When Quentin Nightingale left home for London each morning his wife was always still asleep. His housekeeper served him with breakfast, opened the front door for him and handed him his hat and his umbrella, while the au pair girl fetched his newspaper. Next to speed him on his way were the two gardeners, saluting him with a respectful ‘Good morning, sir’, then perhaps his brother-in-law, hurrying to the sequestered peace of his writer’s haven in the Old House. Only Elizabeth was missing, but if Quentin minded he never showed it. He walked briskly and confidently towards his car like a happy man.
On this particular morning in early September everything was just as usual except that Quentin didn’t need his umbrella. The gardens of Myfleet Manor lay half-veiled by a golden mist which promised a beautiful day. Quentin came down the stone steps from the front door and paused briefly in the shrubbery to remind Will Palmer that the incurved chrysanthemums they were nursing for Kingsmarkham flower show were due for a dose of liquid fertiliser. “Then he followed the path to the courtyard between the old coachhouses, where his car, its windscreen newly polished by Sean Lovell, stood waiting.
Quentin was a little early. Instead of getting into his car, he strolled to the low wall and looked down over the Kingsbrook Valley. The view never ceased to delight him. Hardly another house was visible, only the meadows, green, and, those that had been newly shorn, pale gold; the river winding through its thin sleeve of willows; the low round hills each topped with its ring of trees, and there, to his left, on the other side of the road, the great fir forest. It covered a whole range of hills and this morning in the mist it looked like a dark velvet cloak flung carelessly across the landscape. Quentin was always thinking of metaphors for the forest, comparing it to something, romanticising it. Sometimes he thought of it not as a forest or a velvet cloak but as a recumbent animal, guarding the fields while it slept, and of those irradiating plantations as spread, powerful and protective paws.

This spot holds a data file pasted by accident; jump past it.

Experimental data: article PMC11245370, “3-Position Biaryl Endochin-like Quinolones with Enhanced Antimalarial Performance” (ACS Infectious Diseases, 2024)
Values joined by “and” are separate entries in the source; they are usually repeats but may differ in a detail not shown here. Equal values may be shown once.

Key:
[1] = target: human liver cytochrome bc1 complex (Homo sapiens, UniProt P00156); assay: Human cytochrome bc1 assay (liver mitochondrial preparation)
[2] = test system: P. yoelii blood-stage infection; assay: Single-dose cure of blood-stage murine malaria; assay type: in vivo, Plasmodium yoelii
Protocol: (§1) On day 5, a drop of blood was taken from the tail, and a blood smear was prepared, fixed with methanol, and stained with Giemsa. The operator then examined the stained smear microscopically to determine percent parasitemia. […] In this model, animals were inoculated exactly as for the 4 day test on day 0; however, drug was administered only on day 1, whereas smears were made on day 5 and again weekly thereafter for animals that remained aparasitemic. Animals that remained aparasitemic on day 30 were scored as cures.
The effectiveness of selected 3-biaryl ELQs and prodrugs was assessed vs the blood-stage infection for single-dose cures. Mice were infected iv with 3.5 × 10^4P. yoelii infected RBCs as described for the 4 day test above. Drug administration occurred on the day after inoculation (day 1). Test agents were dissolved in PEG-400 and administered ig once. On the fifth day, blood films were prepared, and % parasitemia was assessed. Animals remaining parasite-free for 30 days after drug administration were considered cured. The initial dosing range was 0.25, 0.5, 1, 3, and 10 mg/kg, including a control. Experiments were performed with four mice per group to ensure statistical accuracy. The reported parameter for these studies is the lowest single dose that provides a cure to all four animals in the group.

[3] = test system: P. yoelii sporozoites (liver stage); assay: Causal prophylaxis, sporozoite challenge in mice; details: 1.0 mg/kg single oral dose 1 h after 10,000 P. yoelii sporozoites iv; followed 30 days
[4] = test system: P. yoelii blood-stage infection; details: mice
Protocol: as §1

He turned his gaze to his own parkland, then to the nearer grounds, the sleek misted lawns and the massed roses whose colours were made pallid by haze, and he was just considering whether he should take a rose, an Iceberg perhaps or a Super Star, when a finger touched his shoulder and a cool voice said:
“To her fair works did Nature link
The human soul that through me ran;
And much it grieved my heart to think
What man has made of man.”
“Good morning, Denys,’ Quentin said heartily. ‘Not a very cheerful quotation to make on a lovely morning. Wordsworth, isn’t it?’
Denys Villiers nodded. ‘If I’m not cheerful,’ he said, ‘it must be because term begins in two days’ time and after that I shan’t get any more work done till Christmas. By the way, I’ve something for you.’ He opened his briefcase and brought out a book, new, glossy, evidently fresh from the binders. ‘An advance copy,’ he said. ‘I thought you might like it.”
“Quentin’s face lit with pleasure. He read the title: Wordsworth in Love by Denys Villiers and then with barely controlled excitement he turned to the dedication. This he read aloud. ‘ “For my brother-in-law Quentin Nightingale, a true friend and patron.” Ah, Denys, that’s wonderful! Makes me feel like Southampton.’
Villiers gave one of his crooked rare smiles. ‘The only begetter of these ensuing essays, Mr Q.N.…’ He frowned, as if at his own weakness. ‘As long as you like it. Well, as I have work to do and so do you …’